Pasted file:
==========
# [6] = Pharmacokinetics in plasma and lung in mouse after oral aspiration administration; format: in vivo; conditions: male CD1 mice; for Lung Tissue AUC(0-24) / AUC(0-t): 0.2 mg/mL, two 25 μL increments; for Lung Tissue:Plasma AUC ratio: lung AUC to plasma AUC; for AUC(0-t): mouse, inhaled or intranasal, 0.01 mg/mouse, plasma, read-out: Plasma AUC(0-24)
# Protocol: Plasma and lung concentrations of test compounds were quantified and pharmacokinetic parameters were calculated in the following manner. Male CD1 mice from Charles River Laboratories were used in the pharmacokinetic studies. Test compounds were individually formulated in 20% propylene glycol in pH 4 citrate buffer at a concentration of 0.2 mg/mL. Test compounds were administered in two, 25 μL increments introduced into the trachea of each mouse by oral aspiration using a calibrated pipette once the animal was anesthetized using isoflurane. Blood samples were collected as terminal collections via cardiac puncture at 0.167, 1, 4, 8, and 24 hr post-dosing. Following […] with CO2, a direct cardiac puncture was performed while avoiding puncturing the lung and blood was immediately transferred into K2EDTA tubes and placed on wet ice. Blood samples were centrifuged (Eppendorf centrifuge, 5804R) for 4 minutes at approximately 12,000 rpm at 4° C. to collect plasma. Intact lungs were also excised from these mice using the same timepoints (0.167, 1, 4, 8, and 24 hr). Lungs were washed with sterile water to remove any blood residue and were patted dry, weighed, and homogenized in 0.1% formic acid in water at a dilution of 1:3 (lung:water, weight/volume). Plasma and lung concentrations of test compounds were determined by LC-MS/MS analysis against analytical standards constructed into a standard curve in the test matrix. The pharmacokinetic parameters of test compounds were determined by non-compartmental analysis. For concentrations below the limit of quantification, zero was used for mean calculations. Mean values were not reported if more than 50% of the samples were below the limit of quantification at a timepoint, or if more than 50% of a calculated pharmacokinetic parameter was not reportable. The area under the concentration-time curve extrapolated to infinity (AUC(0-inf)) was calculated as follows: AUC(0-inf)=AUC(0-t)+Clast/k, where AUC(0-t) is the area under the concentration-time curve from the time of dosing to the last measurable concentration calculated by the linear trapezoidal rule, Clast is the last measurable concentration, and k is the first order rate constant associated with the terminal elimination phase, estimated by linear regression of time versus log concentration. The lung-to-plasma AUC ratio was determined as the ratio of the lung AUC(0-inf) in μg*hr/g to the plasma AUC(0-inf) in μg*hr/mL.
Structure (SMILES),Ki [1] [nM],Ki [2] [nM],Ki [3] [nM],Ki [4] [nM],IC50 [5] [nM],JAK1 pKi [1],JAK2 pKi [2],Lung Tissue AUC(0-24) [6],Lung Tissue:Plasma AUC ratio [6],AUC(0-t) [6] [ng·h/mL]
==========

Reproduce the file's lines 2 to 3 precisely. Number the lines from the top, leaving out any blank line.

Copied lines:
# Protocol: Plasma and lung concentrations of test compounds were quantified and pharmacokinetic parameters were calculated in the following manner. Male CD1 mice from Charles River Laboratories were used in the pharmacokinetic studies. Test compounds were individually formulated in 20% propylene glycol in pH 4 citrate buffer at a concentration of 0.2 mg/mL. Test compounds were administered in two, 25 μL increments introduced into the trachea of each mouse by oral aspiration using a calibrated pipette once the animal was anesthetized using isoflurane. Blood samples were collected as terminal collections via cardiac puncture at 0.167, 1, 4, 8, and 24 hr post-dosing. Following […] with CO2, a direct cardiac puncture was performed while avoiding puncturing the lung and blood was immediately transferred into K2EDTA tubes and placed on wet ice. Blood samples were centrifuged (Eppendorf centrifuge, 5804R) for 4 minutes at approximately 12,000 rpm at 4° C. to collect plasma. Intact lungs were also excised from these mice using the same timepoints (0.167, 1, 4, 8, and 24 hr). Lungs were washed with sterile water to remove any blood residue and were patted dry, weighed, and homogenized in 0.1% formic acid in water at a dilution of 1:3 (lung:water, weight/volume). Plasma and lung concentrations of test compounds were determined by LC-MS/MS analysis against analytical standards constructed into a standard curve in the test matrix. The pharmacokinetic parameters of test compounds were determined by non-compartmental analysis. For concentrations below the limit of quantification, zero was used for mean calculations. Mean values were not reported if more than 50% of the samples were below the limit of quantification at a timepoint, or if more than 50% of a calculated pharmacokinetic parameter was not reportable. The area under the concentration-time curve extrapolated to infinity (AUC(0-inf)) was calculated as follows: AUC(0-inf)=AUC(0-t)+Clast/k, where AUC(0-t) is the area under the concentration-time curve from the time of dosing to the last measurable concentration calculated by the linear trapezoidal rule, Clast is the last measurable concentration, and k is the first order rate constant associated with the terminal elimination phase, estimated by linear regression of time versus log concentration. The lung-to-plasma AUC ratio was determined as the ratio of the lung AUC(0-inf) in μg*hr/g to the plasma AUC(0-inf) in μg*hr/mL.
Structure (SMILES),Ki [1] [nM],Ki [2] [nM],Ki [3] [nM],Ki [4] [nM],IC50 [5] [nM],JAK1 pKi [1],JAK2 pKi [2],Lung Tissue AUC(0-24) [6],Lung Tissue:Plasma AUC ratio [6],AUC(0-t) [6] [ng·h/mL]